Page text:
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1). Size of the neurons. Postsynaptic potentials are summed and occur in smaller neurons, whereas in larger neurons larger numbers of synapses and ionotropic receptors as well as a longer distance from the synapse to the soma enables the prolongation of interactions between neurons. 2) Inhibitory molecules like GABA. GABA receptors are pentamers most commonly composed of three different subunits (α, β, γ), although several other subunits (δ,ε, θ, π, ρ) and conformations exist. The open channels are selectively permeable to chloride or potassium ions (depending on the type of receptor) and allow these ions to pass through the membrane. If the electrochemical potential of the ion is more negative than that of the action potential threshold then the resultant conductance change that occurs due to the binding of GABA to its receptors keeps the postsynaptic potential more negative than the threshold and decreases the probability of the postsynaptic neuron completing an action potential. Glycine molecules and receptors work much in the same way in the spinal cord, brain, and retina. 3) Ionotropic receptors or ligand-gated ion channel) play an important role in inhibitory postsynaptic potentials. A neurotransmitter binds to the extracellular site and opens the ion channel that is made up of a membrane-spanning domain that allows ions to flow across the membrane inside the postsynaptic cell. This type of receptor produces very fast postsynaptic actions within a couple of milliseconds of the presynaptic terminal receiving an action potential. These channels influence the amplitude and time-course of postsynaptic potentials as a whole. Ionotropic GABA receptors are used in binding for various drugs such as barbiturates (Phenobarbital, pentobarbital), steroids, and picrotoxin. Benzodiazepines (Valium) bind to the α and δ subunits of GABA receptors in order to improve GABAergic signaling. Alcohol also modulates ionotropic GABA receptors.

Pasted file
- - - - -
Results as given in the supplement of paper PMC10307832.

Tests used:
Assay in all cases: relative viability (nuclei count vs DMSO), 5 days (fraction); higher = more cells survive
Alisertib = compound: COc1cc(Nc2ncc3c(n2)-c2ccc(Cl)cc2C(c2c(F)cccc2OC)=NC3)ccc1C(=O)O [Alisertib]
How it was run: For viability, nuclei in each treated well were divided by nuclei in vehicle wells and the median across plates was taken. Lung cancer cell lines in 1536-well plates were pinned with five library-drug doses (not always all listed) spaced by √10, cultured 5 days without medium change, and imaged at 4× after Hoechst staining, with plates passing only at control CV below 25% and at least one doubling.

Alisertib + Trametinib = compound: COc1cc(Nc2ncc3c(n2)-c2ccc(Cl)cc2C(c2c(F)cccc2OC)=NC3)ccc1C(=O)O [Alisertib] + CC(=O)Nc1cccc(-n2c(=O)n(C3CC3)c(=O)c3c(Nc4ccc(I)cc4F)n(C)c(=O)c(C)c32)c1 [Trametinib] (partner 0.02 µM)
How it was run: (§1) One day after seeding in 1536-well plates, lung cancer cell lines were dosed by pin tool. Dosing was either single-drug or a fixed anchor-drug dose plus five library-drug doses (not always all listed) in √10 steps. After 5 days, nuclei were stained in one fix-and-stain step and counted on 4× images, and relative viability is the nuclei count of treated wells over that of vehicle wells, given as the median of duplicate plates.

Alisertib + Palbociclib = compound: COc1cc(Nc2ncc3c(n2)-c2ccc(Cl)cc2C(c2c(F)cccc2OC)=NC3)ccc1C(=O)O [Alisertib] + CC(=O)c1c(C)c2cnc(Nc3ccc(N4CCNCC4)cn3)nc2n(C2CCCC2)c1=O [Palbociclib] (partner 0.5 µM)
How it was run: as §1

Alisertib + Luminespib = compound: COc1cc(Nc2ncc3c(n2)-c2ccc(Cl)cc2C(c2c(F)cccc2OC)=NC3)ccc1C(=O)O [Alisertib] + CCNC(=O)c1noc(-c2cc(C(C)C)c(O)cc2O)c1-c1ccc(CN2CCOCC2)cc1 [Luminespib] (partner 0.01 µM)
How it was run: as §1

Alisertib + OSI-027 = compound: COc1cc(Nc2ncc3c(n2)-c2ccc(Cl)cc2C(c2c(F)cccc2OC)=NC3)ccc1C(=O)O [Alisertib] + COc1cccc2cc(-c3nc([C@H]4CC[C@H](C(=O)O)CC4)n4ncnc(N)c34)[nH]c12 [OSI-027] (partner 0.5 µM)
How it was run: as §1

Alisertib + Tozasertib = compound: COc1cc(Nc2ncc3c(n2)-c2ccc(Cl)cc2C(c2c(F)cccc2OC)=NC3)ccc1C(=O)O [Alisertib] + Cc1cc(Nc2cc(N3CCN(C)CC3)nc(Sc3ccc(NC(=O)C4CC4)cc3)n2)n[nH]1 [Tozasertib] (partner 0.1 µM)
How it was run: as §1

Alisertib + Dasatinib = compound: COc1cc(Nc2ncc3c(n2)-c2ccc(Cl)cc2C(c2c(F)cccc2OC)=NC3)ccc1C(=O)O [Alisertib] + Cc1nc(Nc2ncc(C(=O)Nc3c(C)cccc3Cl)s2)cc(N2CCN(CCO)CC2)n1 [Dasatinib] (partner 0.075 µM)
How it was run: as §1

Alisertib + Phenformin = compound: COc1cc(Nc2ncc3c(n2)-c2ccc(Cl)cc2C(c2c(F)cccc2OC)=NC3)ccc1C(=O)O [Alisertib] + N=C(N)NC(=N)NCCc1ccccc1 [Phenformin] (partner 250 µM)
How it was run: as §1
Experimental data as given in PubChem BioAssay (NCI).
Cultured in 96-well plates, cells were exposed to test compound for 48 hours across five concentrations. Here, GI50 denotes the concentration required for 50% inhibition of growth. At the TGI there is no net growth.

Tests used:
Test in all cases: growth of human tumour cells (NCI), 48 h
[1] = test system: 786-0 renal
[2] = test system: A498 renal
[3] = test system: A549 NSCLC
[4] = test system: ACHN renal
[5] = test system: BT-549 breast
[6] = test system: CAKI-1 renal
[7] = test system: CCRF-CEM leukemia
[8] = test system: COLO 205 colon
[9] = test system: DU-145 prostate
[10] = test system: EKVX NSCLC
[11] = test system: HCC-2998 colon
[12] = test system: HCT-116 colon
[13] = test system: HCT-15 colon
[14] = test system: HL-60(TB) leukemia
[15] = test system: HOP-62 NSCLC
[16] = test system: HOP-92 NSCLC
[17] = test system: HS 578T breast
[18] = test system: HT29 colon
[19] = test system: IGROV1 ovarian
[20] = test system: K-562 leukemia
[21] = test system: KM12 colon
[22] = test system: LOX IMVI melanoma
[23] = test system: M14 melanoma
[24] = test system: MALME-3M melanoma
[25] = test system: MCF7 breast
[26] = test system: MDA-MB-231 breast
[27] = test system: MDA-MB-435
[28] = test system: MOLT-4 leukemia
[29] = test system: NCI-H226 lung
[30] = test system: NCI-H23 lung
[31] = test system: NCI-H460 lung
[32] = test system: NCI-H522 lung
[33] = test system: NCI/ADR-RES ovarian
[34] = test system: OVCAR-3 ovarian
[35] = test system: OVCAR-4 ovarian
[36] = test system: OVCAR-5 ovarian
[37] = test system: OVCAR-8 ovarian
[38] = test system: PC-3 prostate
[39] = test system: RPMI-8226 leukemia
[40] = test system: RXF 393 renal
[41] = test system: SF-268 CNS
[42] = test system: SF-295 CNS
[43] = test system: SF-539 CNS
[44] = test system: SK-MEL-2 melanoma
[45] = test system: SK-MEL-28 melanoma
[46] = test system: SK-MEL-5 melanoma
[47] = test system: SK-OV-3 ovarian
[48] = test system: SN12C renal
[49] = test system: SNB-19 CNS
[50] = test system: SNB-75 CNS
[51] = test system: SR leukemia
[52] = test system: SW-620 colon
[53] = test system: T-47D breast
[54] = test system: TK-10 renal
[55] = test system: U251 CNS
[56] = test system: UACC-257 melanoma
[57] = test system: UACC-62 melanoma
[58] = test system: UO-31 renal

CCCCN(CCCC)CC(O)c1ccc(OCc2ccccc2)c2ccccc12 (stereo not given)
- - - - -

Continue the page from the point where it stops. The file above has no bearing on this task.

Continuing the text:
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Give details on the action potential.